Austin police were out in force Wednesday hunting for hands-free ordinance violators on Interstate 35.
Members of the Austin Police Department’s Highway Enforcement Unit boarded a city bus around 7 a.m. near Interstate 35 and Parmer Lane and took to the highway to act as spotters for a swarm of officers on motorcycles who were trying to catch drivers using cellphones on the road.
Sgt. Michael Barger said the department has used the tactic several times since Jan. 1, 2015, when Austin’s ban on the use of cellphones and other hand-held electronic devices while driving went into effect.
“It’s a platform that makes it easier to see into the vehicles because we are in an elevated position,” Barger said of using a bus. “It used to be that people would hold their phone up while driving so they could text. Now with the ordinance, people know that they can’t have it in their hands so they hold it down in their lap. When you’re in a regular car, you have a hard time looking into a vehicle because you are not in an elevated position.”
Drivers can still use their phones with a Bluetooth or other hands-free device, but they aren’t allowed to manipulate the screen unless they are at a red light, according to police.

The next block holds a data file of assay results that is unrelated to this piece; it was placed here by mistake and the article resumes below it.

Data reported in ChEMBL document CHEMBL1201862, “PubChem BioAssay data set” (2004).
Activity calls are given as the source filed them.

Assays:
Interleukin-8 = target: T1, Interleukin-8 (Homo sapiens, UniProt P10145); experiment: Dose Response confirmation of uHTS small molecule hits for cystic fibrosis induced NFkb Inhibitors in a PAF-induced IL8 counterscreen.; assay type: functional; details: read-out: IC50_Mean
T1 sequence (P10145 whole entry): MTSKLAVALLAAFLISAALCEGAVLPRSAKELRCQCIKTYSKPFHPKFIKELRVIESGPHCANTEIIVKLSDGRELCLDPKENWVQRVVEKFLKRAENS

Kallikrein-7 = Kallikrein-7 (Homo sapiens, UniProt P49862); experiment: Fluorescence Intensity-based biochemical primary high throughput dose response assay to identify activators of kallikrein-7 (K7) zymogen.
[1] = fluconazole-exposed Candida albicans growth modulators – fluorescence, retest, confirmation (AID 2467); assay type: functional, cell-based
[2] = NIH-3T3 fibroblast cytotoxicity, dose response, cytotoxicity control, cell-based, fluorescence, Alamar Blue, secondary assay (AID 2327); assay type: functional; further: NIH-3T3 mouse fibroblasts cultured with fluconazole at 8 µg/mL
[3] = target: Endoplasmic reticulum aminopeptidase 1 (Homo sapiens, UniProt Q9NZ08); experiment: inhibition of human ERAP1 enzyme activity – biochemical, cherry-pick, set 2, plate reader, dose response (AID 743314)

“If somebody has a phone in their hand, we will be issuing them a citation for (violating the) hands-free ordinance,” he said.
During Wednesday’s three-hour initiative, officers issued 96 citations for using electronic devices while driving and eight warnings, in addition to 28 citations and nine warnings for other offenses.
Officer Chris Hanratty spotted several driversin the first 30 minutes of the initiative from his spot in the raised rear section of the bus.
“I think people are starting to pay more attention because we are doing initiatives like this and word gets around,” he said.
Detective Patrick Oborski said it’s frustrating to see people still violating the ordinance, but he has seen a significant reduction in the number of offenders.
Those who do get tickets can have them dismissed by purchasing a Bluetooth device costing $50 or more, though court fees are still applicable.
Oborski said he often offers to help drivers he has pulled over set up Bluetooth systems in their cars during traffic stops.
“The people that are doing it know the law themselves,” he said. “(Many) actually have cars that are equipped to use Bluetooth, and they are just not using it.”